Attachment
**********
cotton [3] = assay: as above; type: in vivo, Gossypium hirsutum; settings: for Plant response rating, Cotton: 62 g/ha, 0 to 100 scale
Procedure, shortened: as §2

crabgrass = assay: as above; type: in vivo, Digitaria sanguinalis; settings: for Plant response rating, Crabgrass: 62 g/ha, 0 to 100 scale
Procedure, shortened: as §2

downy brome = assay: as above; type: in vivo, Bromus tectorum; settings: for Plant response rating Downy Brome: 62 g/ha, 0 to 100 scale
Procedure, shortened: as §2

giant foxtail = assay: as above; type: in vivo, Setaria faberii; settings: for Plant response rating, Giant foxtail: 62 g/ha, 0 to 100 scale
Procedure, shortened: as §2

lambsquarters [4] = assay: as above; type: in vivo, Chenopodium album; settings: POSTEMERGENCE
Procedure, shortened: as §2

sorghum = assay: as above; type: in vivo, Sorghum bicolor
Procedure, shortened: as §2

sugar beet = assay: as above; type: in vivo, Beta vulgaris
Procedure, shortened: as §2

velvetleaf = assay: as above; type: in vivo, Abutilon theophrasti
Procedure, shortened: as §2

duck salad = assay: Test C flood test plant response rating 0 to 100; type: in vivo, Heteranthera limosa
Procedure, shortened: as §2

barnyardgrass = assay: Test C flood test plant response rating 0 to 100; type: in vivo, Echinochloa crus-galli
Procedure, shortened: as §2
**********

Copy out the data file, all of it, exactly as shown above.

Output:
cotton [3] = assay: as above; type: in vivo, Gossypium hirsutum; settings: for Plant response rating, Cotton: 62 g/ha, 0 to 100 scale
Procedure, shortened: as §2

crabgrass = assay: as above; type: in vivo, Digitaria sanguinalis; settings: for Plant response rating, Crabgrass: 62 g/ha, 0 to 100 scale
Procedure, shortened: as §2

downy brome = assay: as above; type: in vivo, Bromus tectorum; settings: for Plant response rating Downy Brome: 62 g/ha, 0 to 100 scale
Procedure, shortened: as §2

giant foxtail = assay: as above; type: in vivo, Setaria faberii; settings: for Plant response rating, Giant foxtail: 62 g/ha, 0 to 100 scale
Procedure, shortened: as §2

lambsquarters [4] = assay: as above; type: in vivo, Chenopodium album; settings: POSTEMERGENCE
Procedure, shortened: as §2

sorghum = assay: as above; type: in vivo, Sorghum bicolor
Procedure, shortened: as §2

sugar beet = assay: as above; type: in vivo, Beta vulgaris
Procedure, shortened: as §2

velvetleaf = assay: as above; type: in vivo, Abutilon theophrasti
Procedure, shortened: as §2

duck salad = assay: Test C flood test plant response rating 0 to 100; type: in vivo, Heteranthera limosa
Procedure, shortened: as §2

barnyardgrass = assay: Test C flood test plant response rating 0 to 100; type: in vivo, Echinochloa crus-galli
Procedure, shortened: as §2